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Most rods are not a problem. Barrels are made of steel, and an aluminum rod or a brass jag won't bother it. Similarly, I'd expect a one-piece stainless rod is pretty harmless because you only generate minimal perpendicular force between the rod and the barrel.

What you do NOT want are the military multi-piece steel rods. The edges where they screw together are moving parallel to the bore, so an edge moving across either the crown of the muzzle or the throat can generate enough force that you could scratch the steel barrel.

I recall from the olden days of engineering school that for a good cutting tool, you want the tool to be about 3x the hardness of the material being cut so that the cutting tool will not wear.

Steel has hardness numbers in the Vickers 500 range, Brass and Aluminum have hardness in the Vickers 100 range, so with 5x the difference, your steel barrel is just not going to wear measurably when it runs against aluminum or brass rods/jags.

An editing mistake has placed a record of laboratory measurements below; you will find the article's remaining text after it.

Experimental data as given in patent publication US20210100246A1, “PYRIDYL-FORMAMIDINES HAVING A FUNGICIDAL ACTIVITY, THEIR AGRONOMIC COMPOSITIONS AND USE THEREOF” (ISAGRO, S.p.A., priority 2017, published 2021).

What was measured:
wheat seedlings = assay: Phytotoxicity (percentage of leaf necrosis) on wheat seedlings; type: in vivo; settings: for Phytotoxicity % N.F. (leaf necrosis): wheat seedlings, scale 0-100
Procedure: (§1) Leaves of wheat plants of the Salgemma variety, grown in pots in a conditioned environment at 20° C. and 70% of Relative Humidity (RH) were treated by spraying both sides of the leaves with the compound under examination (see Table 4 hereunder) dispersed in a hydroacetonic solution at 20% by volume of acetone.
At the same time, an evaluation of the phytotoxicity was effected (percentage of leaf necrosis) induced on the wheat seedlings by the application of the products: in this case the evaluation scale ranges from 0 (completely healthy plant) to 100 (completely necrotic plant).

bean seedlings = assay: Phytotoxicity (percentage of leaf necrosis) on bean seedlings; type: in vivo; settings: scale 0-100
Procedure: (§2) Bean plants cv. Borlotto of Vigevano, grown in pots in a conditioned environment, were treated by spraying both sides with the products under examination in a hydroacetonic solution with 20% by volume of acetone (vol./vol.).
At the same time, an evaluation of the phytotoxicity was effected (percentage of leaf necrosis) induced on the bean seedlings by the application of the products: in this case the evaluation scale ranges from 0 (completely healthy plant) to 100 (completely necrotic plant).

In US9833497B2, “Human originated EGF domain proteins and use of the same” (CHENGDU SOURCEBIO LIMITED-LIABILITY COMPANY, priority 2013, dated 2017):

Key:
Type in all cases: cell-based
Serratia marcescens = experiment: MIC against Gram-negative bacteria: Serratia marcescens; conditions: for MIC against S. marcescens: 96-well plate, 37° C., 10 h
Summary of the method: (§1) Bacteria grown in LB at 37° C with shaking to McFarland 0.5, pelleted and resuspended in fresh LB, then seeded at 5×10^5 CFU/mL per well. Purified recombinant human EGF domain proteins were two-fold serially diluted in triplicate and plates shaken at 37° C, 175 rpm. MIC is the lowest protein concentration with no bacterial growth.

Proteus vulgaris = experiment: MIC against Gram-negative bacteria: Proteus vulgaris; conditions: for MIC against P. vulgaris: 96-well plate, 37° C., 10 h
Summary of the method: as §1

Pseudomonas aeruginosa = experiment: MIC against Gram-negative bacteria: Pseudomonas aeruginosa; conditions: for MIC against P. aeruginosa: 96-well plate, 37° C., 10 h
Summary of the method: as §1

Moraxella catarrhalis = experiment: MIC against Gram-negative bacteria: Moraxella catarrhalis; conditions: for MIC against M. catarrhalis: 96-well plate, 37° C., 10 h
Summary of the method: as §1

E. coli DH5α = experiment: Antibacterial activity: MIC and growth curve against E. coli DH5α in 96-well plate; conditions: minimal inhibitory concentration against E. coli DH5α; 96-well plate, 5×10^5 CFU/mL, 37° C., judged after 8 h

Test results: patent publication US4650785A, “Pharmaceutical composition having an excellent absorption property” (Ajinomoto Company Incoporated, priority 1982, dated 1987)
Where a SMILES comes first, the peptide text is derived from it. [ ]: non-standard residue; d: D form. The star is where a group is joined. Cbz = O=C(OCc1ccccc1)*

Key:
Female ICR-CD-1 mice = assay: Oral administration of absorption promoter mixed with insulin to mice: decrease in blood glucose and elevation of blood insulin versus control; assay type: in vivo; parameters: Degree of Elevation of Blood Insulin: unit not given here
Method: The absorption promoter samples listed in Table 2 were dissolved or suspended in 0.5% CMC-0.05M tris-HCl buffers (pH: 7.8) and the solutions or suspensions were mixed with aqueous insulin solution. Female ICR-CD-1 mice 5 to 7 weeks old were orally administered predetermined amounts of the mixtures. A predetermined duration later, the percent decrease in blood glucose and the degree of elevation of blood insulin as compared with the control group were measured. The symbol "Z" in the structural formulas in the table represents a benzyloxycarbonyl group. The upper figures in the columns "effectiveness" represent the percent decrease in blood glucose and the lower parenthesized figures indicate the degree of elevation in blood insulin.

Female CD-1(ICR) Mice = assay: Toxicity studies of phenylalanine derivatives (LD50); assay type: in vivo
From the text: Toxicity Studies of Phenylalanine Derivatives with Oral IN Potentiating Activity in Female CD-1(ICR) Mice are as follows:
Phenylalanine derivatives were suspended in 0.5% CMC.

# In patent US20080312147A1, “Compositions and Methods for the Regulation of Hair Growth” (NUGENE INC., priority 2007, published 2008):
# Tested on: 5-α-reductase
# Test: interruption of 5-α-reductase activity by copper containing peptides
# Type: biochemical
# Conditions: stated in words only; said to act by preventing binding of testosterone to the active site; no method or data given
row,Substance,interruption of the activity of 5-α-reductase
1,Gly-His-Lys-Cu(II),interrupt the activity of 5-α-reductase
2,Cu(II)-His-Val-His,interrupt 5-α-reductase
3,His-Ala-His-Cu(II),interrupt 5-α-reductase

Oh, the other one to avoid is there were some WWII surplus that had pull through chains with little steel links. Those would be very bad.

My personal preference is the Dewey plastic coated steel rods. Single piece, so you have no edges, and strong enough that you can make it so thin to leave room for a plastic coating.
I think the cause for concern with respect to aluminum is that aluminum oxide is VERY abrasive and any piece of aluminum exposed to air is literally covered in the stuff, so depending on the direction and amount of force, one could score the barrel with the softer aluminum, much like sand paper attached to a piece of wood can be used to score steel pipe. The abrasive particles (sand) are harder than the steel.